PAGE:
Suzi Quatro’s career began in a time when female musicians were a minority, a challenge that the musician did not allow to discourage her from building a musical legacy. After performing with a series of bands throughout the 60’s and 70’s, Suzi launched a solo career and became the first female bass player to become a major rock star, churning out a string of hits that made the leather donning rocker a household name throughout the world and her signature hit, 1973’s Can The Can, is still regarded today as one of the most symbolic singles of the 70’s rock movement.
Busy working on a box set, set for release next year, Suzi is about to perform a series of shows in London called Unzipped and we were lucky enough to grab some time with the musician to talk about the upcoming gigs and her career over the past 50 years. Here is what Suzi had to tell us:
Brendon Veevers: Hi Suzi, where does our interview find you today?
Suzi Quatro: Hi, I am at our holiday home in Majorca with my granddaughter, Amy.
BV: You have confirmed a string of shows at London’s Play Misty Club in Hackney beginning on September 6th. What can the audience expect from these Unzipped shows?
SQ: This is a one woman show with live music, clips and pictures – it takes you through my life in the (music) business.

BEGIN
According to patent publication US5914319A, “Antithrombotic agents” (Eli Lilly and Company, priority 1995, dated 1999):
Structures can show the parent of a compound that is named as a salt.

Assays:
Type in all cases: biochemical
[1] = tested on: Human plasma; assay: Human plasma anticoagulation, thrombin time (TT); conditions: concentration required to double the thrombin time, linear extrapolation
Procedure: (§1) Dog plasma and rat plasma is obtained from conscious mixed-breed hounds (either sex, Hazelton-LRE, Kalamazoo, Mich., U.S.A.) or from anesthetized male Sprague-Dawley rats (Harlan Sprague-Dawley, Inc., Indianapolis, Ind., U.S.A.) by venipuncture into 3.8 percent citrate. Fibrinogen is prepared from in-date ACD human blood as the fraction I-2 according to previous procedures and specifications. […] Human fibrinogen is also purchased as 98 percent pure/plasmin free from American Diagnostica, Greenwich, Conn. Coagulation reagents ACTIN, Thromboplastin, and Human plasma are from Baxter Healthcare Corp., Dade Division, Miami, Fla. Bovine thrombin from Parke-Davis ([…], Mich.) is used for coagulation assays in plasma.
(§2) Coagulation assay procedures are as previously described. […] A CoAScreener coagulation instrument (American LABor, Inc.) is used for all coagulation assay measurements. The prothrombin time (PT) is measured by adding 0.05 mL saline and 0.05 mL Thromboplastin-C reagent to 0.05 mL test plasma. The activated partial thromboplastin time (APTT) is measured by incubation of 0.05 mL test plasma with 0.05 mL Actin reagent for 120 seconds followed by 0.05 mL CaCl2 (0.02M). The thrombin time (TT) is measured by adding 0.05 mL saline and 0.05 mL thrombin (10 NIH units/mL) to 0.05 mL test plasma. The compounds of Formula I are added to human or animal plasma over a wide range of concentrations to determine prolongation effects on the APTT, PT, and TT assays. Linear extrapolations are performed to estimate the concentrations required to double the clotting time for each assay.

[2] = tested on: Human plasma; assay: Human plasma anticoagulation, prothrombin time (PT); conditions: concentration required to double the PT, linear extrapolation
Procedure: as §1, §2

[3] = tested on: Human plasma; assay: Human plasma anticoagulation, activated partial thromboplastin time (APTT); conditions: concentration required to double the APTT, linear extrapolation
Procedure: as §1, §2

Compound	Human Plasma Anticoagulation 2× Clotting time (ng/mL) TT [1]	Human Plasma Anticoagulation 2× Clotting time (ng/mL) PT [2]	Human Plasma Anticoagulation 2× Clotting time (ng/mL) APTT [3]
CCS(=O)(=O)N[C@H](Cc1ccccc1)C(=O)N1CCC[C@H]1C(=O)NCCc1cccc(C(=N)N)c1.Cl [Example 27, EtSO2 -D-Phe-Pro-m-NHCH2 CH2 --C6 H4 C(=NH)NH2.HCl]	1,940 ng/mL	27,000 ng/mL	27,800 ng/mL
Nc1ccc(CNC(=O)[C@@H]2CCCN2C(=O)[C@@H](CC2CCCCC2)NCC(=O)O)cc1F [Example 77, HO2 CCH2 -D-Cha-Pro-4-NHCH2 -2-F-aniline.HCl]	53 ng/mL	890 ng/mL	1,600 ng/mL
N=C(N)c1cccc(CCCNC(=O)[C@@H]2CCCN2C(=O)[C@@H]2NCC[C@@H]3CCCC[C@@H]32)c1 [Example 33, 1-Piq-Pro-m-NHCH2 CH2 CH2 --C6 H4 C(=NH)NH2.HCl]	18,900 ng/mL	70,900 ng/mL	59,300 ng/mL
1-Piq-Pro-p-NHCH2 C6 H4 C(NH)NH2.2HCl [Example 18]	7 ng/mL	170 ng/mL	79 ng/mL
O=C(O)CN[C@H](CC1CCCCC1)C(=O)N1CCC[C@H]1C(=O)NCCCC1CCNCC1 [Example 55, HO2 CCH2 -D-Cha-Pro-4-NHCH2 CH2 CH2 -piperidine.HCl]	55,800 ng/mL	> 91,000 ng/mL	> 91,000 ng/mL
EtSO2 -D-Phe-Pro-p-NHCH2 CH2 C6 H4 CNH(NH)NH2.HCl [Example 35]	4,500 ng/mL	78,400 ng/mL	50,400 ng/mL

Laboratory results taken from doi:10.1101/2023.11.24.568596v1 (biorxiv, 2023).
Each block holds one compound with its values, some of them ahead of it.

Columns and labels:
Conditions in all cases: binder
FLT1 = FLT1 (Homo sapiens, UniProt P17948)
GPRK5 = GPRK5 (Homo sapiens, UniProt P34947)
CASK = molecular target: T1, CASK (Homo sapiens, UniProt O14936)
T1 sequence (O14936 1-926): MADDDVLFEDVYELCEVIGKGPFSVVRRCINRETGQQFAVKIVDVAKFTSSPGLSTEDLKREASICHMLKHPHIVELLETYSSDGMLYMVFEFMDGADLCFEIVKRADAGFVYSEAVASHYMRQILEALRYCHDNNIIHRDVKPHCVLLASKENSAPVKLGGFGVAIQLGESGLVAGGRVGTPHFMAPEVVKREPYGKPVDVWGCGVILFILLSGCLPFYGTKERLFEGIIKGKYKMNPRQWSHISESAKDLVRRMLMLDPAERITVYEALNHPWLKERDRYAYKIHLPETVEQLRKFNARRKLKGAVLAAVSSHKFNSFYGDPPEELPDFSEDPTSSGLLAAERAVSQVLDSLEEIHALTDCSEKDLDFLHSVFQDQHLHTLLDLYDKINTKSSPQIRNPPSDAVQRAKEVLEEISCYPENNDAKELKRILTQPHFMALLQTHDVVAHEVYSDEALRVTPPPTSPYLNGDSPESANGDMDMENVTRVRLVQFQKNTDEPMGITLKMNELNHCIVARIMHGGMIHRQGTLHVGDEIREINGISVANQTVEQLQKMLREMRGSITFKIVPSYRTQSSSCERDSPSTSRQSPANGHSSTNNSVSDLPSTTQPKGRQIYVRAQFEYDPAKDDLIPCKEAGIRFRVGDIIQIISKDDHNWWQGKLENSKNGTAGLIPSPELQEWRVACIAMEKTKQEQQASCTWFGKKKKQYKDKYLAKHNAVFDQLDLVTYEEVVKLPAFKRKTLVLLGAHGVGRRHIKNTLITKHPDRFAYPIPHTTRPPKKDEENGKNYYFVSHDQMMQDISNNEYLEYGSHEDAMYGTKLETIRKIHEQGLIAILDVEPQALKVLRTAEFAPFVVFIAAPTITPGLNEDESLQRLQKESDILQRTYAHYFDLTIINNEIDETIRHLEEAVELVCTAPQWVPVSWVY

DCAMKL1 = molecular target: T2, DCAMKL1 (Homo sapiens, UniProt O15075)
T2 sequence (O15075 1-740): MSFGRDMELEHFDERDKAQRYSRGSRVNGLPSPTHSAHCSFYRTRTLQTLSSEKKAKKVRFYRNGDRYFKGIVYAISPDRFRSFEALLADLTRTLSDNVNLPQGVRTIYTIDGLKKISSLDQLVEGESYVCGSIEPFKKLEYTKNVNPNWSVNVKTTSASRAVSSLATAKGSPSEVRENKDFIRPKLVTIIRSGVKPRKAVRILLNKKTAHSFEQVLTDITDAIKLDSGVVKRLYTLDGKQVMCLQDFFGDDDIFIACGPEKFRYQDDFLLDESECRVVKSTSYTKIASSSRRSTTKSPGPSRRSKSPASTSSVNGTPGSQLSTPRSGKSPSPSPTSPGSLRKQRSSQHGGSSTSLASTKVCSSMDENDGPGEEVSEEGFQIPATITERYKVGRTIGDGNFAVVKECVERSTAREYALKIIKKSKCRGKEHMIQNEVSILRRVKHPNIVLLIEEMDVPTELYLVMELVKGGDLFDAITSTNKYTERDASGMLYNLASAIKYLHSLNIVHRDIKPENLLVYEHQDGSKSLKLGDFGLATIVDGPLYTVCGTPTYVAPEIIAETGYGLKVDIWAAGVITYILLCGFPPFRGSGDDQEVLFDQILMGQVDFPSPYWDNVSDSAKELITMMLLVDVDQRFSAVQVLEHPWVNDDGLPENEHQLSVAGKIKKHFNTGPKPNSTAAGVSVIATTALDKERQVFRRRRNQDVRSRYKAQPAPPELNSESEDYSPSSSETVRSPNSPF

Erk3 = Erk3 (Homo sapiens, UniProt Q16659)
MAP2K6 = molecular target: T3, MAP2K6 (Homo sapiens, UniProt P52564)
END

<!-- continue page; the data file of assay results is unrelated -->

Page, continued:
BV: Are the shows a warm up to a larger tour in the works or are these the only dates on the calendar at the moment?
SQ: This is not a concert tour, it’s a one woman show and I am working concerts all the time – 60 shows a year. I am also headlining various festivals throughout Europe including Europe and Vienna.
SQ: Yes definitely – my jumpsuit does make an appearance with me in it.
BV: Who do you think out there on the music scene these days pulls off leather as well as Suzi Quatro?
SQ: Leather is not new, it’s been around forever. I was inspired by Elvis since the age of 6. I do feel though that leather is ‘me’ and I think that most people would agree. It doesn’t matter who else wears it – I put it on the map in the form of a jumpsuit in 1973.
BV: When you look back on your career, amongst all of your accomplishments, what are your proudest moments?
SQ: There are so, so many – My first #1, my first big solo concert, first acting role, first musical, my autobiography (‘Unzipped’) and now a dream come true – my one woman show. Believe it or not, it’s been in the works for 35 years
BV: Can The Can is your signature hit and it is widely regarded as a symbolic song for 70’s British Rock’n’Roll. There are so many artists out there who are not proud, for whatever reason, of their early hits. What are your thoughts on Can The Can today and when you hear the song, say – in the supermarket – do you smile fondly or cringe?
SQ: I love my first hit. I’m very proud of it. I gave women a real place in the world of Rock’n’Roll. Shame on those artists who aren’t proud of their achievements.